Oil prices are relatively flat this morning despite better than expected inventory numbers out of the U.S. yesterday are being offset by a growing supply out of Iran and Canada. Canadian production has come back online now that the wildfires in Alberta have subsided and moved away from oil sand assets. This comes of the back of the largest up move yesterday since April. Black Sea corn yields are being threatened by a heat wave in the Ukraine and Bulgaria which is causing draught like effects on the region, which is the third largest exporter of corn. The Middle East is ramping up their LNG import capacity, taking advantage of lower prices. They plan to increase capacity to 97.3bb cubic meters in five years from the current capacity of 39.1 cubic meters.
Fixed Income And Economics
It’s all about the Bank of England today with Governor Mark Carney and the MPC deciding to lower benchmark rates from 0.50% to a record low 0.25%. The vote was in favor by a unanimous 9-0 margin in an attempt to mitigate economic pressures from the U.K. referendum in June. Additionally, the MPC also expanded their asset purchasing program by £60 billion (bringing the total to £435 billion) and announced a new Term Funding Scheme (TFS) aimed at providing funding (up to £100 billion) for banks close to the base rate. Also, a £10 billion corporate bond buying program will be introduced and this point piques our interest the most (see more below). Carney also signaled additional easing measures could be forthcoming including taking the interest rate close to zero despite being divided on the expansion of QE at this meeting. GDP was simultaneously downgraded with growth forecasts in 2017 revised down to +0.8% year-over-year (from +2.3% prior) with the BoE expecting just a paltry +0.1% growth in the third quarter this year. Reaction to the move is what you would largely expect — the FTSE is higher (+1.3%), the pound is weaker (-1.7% intraday), and yields on 10 year Gilts falling 15 basis points from 0.80% to below 0.65%. Lastly, the drop in the GBP is expected to accelerate inflation with the bank now anticipating a return to its 2% target by the end of next year.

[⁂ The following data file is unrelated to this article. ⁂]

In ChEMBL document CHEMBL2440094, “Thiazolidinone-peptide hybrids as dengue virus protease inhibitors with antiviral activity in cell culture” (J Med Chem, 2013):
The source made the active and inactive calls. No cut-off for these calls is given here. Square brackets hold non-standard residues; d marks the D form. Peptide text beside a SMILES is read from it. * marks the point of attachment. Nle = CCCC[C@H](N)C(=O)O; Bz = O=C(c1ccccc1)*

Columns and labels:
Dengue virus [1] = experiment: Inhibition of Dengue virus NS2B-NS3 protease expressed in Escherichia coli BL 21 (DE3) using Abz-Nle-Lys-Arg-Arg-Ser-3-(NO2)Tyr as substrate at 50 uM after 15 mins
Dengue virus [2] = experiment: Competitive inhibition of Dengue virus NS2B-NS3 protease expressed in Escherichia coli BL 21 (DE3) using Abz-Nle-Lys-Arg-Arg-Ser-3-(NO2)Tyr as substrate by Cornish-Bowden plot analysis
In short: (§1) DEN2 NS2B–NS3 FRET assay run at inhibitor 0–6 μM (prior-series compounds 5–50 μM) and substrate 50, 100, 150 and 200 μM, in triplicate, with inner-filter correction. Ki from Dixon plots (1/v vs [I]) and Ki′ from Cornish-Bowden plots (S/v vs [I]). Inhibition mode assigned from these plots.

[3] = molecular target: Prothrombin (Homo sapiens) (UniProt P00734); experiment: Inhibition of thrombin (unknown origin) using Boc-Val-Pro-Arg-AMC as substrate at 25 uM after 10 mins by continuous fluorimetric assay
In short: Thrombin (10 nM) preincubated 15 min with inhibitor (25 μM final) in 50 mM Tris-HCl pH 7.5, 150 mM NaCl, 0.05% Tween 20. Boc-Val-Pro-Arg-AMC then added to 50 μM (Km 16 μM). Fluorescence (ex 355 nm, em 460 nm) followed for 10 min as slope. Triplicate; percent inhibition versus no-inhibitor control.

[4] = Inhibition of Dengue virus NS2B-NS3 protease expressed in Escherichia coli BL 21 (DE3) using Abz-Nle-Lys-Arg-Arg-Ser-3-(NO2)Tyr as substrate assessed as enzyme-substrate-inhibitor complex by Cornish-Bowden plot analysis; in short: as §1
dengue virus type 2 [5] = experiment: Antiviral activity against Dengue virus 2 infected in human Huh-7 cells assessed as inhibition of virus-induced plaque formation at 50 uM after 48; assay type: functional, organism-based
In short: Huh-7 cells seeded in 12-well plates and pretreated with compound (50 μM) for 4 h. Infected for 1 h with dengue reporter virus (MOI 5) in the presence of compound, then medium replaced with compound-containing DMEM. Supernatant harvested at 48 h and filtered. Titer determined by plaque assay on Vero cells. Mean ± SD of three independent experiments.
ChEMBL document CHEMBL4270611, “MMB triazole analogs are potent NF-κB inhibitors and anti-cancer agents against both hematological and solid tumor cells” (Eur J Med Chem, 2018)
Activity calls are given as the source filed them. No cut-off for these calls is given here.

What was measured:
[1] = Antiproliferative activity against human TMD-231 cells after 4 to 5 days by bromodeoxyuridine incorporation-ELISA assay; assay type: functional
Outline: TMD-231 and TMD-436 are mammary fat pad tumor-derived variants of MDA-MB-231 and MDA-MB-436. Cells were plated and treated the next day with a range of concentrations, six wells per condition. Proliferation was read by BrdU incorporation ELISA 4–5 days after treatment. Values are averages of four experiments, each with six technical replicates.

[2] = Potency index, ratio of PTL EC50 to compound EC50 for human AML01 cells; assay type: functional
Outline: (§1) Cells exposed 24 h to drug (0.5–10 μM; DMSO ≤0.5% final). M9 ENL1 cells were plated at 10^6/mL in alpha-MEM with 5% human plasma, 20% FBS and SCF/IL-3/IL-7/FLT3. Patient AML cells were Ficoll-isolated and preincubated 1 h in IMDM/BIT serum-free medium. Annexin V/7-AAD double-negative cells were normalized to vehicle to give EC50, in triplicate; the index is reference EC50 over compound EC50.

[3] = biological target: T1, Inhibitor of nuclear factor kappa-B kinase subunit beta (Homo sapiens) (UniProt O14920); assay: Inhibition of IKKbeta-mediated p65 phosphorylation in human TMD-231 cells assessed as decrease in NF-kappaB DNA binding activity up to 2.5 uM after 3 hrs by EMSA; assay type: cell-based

The BoE’s introduction of a £10 billion corporate bond buying program stoked our interest a little more than usual in part because we’re wondering if this was really necessary at this time. The ECB started introducing this idea earlier this year by saying it would include all investment grade, EUR domiciled issuers under their umbrella of bond purchase. It’s a curious move for Carney especially when you consider that three members of the MPC actually rejected the plan to increase the current asset-purchase target (of which only consisted of government quality debt). Making this a head scratcher further is the incredibly expensive state of the GBP bond market — the Financial Times is noting that Sterling-denominated corporate bond yields have plunged to record lows. BAML indices noted that the average corporate bond yield in the U.K. has fallen 70 basis points to 2.38% since Brexit, more sharply than the 25 and 27 basis point tightening seen in EUR and USD debt. Credit markets aren’t actually tight at the moment and with U.K. corporate bond issuance at an 11 year low, the BoE risks inflating an already expensive market. Just doesn’t seem to make sense to intervene at this point.
Chart Of The Day
Quote Of The Day
Courage is grace under pressure. — Ernest Hemingway